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Here’s How P/E Ratios Can Help Us Understand B.O.S Better Online Solutions Ltd. (NASDAQ:BOSC)

Mercedes Harden

This article is written for those who want to get better at using price to earnings ratios (P/E ratios). We’ll look at B.O.S Better Online Solutions Ltd.’s (NASDAQ:BOSC) P/E ratio and reflect on what it tells us about the company’s share price. B.O.S Better Online Solutions has a P/E ratio of 8.47, based on the last twelve months. That is equivalent to an earnings yield of about 12%.

View our latest analysis for B.O.S Better Online Solutions

How Do You Calculate A P/E Ratio?

The formula for price to earnings is:

Price to Earnings Ratio = Share Price ÷ Earnings per Share (EPS)

Or for B.O.S Better Online Solutions:

P/E of 8.47 = $2.31 ÷ $0.27 (Based on the year to September 2018.)

Is A High Price-to-Earnings Ratio Good?

A higher P/E ratio means that buyers have to pay a higher price for each $1 the company has earned over the last year. That isn’t necessarily good or bad, but a high P/E implies relatively high expectations of what a company can achieve in the future.

How Growth Rates Impact P/E Ratios

Earnings growth rates have a big influence on P/E ratios. That’s because companies that grow earnings per share quickly will rapidly increase the ‘E’ in the equation. Therefore, even if you pay a high multiple of earnings now, that multiple will become lower in the future. A lower P/E should indicate the stock is cheap relative to others — and that may attract buyers.

Most would be impressed by B.O.S Better Online Solutions earnings growth of 25% in the last year. And its annual EPS growth rate over 5 years is 38%. This could arguably justify a relatively high P/E ratio.

How Does B.O.S Better Online Solutions’s P/E Ratio Compare To Its Peers?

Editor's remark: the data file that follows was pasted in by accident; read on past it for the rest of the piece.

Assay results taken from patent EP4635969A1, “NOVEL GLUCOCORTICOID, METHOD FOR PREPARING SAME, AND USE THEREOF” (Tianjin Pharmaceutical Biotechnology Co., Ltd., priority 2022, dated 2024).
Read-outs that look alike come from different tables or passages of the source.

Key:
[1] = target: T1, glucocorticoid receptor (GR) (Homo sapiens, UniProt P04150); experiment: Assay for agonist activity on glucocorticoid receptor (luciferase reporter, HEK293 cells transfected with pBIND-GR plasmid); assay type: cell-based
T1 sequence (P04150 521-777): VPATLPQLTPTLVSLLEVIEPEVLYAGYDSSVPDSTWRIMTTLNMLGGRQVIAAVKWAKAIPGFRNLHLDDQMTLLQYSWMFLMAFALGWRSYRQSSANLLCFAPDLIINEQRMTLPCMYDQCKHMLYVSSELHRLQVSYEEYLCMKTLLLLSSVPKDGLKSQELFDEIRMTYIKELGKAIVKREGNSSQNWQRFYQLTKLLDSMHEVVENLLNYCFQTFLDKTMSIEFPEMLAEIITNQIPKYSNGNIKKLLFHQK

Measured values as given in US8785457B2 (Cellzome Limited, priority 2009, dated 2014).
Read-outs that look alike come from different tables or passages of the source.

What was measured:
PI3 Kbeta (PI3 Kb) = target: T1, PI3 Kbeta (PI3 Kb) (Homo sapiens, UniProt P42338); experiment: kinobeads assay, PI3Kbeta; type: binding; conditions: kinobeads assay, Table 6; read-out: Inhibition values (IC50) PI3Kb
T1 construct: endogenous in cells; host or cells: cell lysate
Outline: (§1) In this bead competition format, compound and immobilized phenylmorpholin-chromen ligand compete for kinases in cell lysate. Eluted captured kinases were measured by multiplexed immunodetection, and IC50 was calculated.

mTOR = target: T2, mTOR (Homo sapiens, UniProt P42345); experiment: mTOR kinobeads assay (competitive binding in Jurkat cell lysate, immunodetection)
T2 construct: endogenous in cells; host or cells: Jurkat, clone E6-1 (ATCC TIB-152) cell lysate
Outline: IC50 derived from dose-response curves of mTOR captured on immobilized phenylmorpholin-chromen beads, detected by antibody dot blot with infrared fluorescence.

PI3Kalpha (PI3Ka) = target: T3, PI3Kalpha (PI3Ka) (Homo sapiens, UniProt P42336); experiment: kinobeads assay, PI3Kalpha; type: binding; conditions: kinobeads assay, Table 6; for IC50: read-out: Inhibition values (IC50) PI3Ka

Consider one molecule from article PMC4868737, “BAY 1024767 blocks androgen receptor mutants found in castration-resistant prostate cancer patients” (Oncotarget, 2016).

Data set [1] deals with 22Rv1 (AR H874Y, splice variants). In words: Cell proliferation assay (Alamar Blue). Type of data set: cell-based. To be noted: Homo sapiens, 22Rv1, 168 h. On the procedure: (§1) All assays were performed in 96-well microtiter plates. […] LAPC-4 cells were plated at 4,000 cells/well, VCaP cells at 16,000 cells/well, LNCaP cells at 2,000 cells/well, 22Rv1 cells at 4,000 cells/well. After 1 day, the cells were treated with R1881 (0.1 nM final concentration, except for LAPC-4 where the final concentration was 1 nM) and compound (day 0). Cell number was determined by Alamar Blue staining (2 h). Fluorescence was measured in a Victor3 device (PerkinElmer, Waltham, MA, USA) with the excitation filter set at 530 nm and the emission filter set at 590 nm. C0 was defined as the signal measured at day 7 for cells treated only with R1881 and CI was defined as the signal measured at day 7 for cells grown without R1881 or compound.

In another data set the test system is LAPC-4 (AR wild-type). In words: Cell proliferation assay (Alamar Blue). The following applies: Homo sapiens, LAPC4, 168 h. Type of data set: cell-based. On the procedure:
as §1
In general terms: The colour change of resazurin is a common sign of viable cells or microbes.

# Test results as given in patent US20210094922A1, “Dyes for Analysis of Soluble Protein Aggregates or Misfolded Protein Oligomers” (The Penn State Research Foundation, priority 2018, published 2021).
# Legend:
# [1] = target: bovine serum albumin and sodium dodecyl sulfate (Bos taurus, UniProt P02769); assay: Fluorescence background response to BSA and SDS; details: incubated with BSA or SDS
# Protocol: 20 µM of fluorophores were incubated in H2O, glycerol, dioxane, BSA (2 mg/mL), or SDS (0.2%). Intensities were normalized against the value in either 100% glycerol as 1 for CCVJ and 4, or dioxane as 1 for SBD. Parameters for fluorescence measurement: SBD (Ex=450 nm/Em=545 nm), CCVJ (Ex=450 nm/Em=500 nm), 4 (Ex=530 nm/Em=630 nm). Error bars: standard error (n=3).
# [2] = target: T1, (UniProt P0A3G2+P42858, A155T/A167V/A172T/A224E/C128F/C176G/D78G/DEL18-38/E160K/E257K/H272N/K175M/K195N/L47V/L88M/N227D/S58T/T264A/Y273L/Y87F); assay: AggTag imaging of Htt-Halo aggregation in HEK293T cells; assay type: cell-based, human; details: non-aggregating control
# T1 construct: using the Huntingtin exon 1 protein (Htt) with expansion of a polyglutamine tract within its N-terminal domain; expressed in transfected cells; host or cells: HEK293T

The P/E ratio essentially measures market expectations of a company. We can see in the image below that the average P/E (28.3) for companies in the communications industry is higher than B.O.S Better Online Solutions’s P/E.

NASDAQCM:BOSC PE PEG Gauge January 25th 19

B.O.S Better Online Solutions’s P/E tells us that market participants think it will not fare as well as its peers in the same industry. While current expectations are low, the stock could be undervalued if the situation is better than the market assumes. If you consider the stock interesting, further research is recommended. For example, I often monitor director buying and selling.

Remember: P/E Ratios Don’t Consider The Balance Sheet

The ‘Price’ in P/E reflects the market capitalization of the company. In other words, it does not consider any debt or cash that the company may have on the balance sheet. In theory, a company can lower its future P/E ratio by using cash or debt to invest in growth.

Such spending might be good or bad, overall, but the key point here is that you need to look at debt to understand the P/E ratio in context.

Is Debt Impacting B.O.S Better Online Solutions’s P/E?

B.O.S Better Online Solutions has net debt worth 14% of its market capitalization. That’s enough debt to impact the P/E ratio a little; so keep it in mind if you’re comparing it to companies without debt.

The Bottom Line On B.O.S Better Online Solutions’s P/E Ratio

B.O.S Better Online Solutions trades on a P/E ratio of 8.5, which is below the US market average of 16.8. The EPS growth last year was strong, and debt levels are quite reasonable. If it continues to grow, then the current low P/E may prove to be unjustified.

When the market is wrong about a stock, it gives savvy investors an opportunity. As value investor Benjamin Graham famously said, ‘In the short run, the market is a voting machine but in the long run, it is a weighing machine.’ Although we don’t have analyst forecasts, shareholders might want to examine this detailed historical graph of earnings, revenue and cash flow.

You might be able to find a better buy than B.O.S Better Online Solutions. If you want a selection of possible winners, check out this free list of interesting companies that trade on a P/E below 20 (but have proven they can grow earnings).

To help readers see past the short term volatility of the financial market, we aim to bring you a long-term focused research analysis purely driven by fundamental data. Note that our analysis does not factor in the latest price-sensitive company announcements.

The author is an independent contributor and at the time of publication had no position in the stocks mentioned. For errors that warrant correction please contact the editor at editorial-team@simplywallst.com.